Advent Therapy

Originally Posted on December 13, 2015 | CHUCK DEGROAT

For years now I’ve been probing the deep psychological wisdom of the ancient mothers and fathers - the pastoral wisdom of St. Gregory, the introduction to story found in St. Augustine’s life and confessions, the developmental pilgrimage to union and flourishing in St. Teresa’s Interior Castle, the invitation to “self-acquaintance” by Richard Baxter. I’ve found this journey to be an immense gift to my clinical work, as it provides the larger Story by which I navigate the particular stories of people in pain.

Part of my work as a pastor of spiritual formation at two different churches was mapping this Story onto the life of a congregation. Thankfully, I didn’t need to create a map. We’ve been given one in the church calendar. The yearly rhythm of the calendar is a kind of corrective to our anxious spirits. It is an antidote to whatever "security strategy" we’ve chosen to live our lives, whether that strategy takes the form of narcissistic control or passive dependency or anxious indecision or a hundred other styles of coping and hoping. 

The season we find ourselves in now is Advent, the first season of the new Christian year, a season of waiting, of longing, of anticipating. Have you found yourself in a season like this before? If we’re honest, we’ve all found ourselves cycling through seasons of anxious anticipation in our lives - some because they do not have the resources for another meal, some amidst the darkness of depression, some during a time of marital uncertainty, some who fear violence because of the color of their skin, some amidst a time of vocational disruption. In these times of uncertainty, it can be hard to hope. It may just feel too dark. Or hope might feel like a cruel joke - why would I ever hope again? Or, hope might be twisted into the form of a kind of naive optimism - God will work it all out!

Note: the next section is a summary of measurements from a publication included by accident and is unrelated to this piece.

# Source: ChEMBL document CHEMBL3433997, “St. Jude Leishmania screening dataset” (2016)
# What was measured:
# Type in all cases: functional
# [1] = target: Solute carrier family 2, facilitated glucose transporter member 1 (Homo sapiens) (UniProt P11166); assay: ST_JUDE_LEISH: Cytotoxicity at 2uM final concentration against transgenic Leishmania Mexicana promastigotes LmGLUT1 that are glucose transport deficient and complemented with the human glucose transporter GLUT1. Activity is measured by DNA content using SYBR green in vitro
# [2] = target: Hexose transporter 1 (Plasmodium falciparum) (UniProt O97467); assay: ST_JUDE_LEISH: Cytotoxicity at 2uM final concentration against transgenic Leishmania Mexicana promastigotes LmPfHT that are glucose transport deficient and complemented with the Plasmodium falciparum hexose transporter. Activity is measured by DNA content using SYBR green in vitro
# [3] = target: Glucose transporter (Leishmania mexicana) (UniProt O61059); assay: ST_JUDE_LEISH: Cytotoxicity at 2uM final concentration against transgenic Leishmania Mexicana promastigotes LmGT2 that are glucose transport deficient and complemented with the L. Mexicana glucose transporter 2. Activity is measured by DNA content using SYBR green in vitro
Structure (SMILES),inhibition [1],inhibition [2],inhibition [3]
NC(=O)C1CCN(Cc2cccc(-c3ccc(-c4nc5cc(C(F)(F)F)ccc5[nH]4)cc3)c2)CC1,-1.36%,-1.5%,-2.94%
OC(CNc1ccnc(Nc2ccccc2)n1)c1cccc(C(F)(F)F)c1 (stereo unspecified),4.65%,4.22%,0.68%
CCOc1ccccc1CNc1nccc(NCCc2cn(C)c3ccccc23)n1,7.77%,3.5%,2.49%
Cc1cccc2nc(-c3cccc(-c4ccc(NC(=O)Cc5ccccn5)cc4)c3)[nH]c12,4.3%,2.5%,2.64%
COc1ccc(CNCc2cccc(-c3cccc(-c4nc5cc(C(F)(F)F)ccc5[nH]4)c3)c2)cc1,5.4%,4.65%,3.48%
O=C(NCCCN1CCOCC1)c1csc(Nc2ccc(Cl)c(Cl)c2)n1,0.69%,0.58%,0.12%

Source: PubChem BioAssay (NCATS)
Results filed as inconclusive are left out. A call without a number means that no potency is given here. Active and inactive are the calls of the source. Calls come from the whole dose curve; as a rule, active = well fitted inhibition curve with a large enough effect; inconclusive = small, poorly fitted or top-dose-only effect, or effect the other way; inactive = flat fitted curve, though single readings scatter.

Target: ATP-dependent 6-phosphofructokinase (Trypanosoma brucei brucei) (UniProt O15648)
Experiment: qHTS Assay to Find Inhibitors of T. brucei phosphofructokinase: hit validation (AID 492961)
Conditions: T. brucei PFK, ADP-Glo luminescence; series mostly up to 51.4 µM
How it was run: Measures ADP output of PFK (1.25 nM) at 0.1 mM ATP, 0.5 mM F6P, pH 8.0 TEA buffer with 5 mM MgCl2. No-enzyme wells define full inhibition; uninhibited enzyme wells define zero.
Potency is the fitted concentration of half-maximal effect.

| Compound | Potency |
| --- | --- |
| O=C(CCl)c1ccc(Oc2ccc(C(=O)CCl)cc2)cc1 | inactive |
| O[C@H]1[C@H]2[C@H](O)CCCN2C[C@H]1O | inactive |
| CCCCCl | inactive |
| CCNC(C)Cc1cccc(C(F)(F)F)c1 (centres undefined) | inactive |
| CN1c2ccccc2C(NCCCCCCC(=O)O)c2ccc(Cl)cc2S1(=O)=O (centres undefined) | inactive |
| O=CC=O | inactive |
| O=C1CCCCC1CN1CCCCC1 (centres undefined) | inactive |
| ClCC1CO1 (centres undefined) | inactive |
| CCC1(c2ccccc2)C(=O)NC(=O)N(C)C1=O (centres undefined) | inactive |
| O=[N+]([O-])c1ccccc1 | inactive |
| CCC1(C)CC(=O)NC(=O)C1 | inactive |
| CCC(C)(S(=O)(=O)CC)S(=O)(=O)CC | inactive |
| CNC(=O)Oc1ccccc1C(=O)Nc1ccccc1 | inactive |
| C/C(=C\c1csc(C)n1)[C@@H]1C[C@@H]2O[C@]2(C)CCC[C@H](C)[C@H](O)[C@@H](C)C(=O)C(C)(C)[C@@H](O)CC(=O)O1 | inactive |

Advent meets us right where we are, in whatever strategy for coping or hoping we might employ. Advent hits us between the eyes with the reality that our strategy is not ultimately hopeful, but a form of self-sabotage. And Advent makes the bold promise that by claiming our deepest needs and fears and uncertainties and bringing them in a form of lament and protest before God, we might actually meet the One who is Hope. Advent invites us to cry out from the core, to long and desire that things would be put right in the world and in our hearts. Advent is therapeutic.

Now, here is the tough part. Advent is not about naive optimism. Advent isn’t a promise that if we just spill our guts to God, everything will be neatly packaged in a glittering box for us on Christmas Day. Nor is Advent about settling for a life of deferred hope - a kind of despairing life where we shrug our shoulders and say, “Well, I guess the Christian life is just about waiting.” If either one of these is where we land, Advent has not yet done its therapeutic work. No, while Advent does not promise instant deliverance or a world made right overnight or the end of your depression and marital uncertainty, it does promise something even better.

God’s presence.

Advent anticipates the very best hope of all - Immanuel, God with us. I like to think of it this way. Sometimes, I need to be seen, to be known, maybe even to be hugged. I need you to be present to me in my pain. I don’t need a fix…I need you. And God knows this need better than we do. Advent anticipates God showing up. Advent invites you to cry out, “Will you show up for me?” It longs for the response, “I am with you, do not fear."

It is astounding to me…and it’s taken me 45 years to begin to get this…that God did not only show up, but God took up residence in my very being, and yours. Sometimes, when I’m in my stuff, I’m not very present to God. When things are tough, it’s not like God goes away, because God has taken up residence. No, it’s like I go away. I become a stranger to my own heart, my own being, my own presence. In those times, I feel lost. Advent’s cry is, “God, I need you. I’m tired of my own strategies for coping and hoping. Be with me.”

God is not like a meddling spouse or friend who tries to fix you. God comes closer. God listens. God waits with you. God dwells with you even when you feel like your being is the most repulsive, inhospitable residence in the world. God, in Jesus, is used to taking up residence in inhospitable places.

And so, join the Advent cry. Long deeply, and let Hope meet you right where you are.

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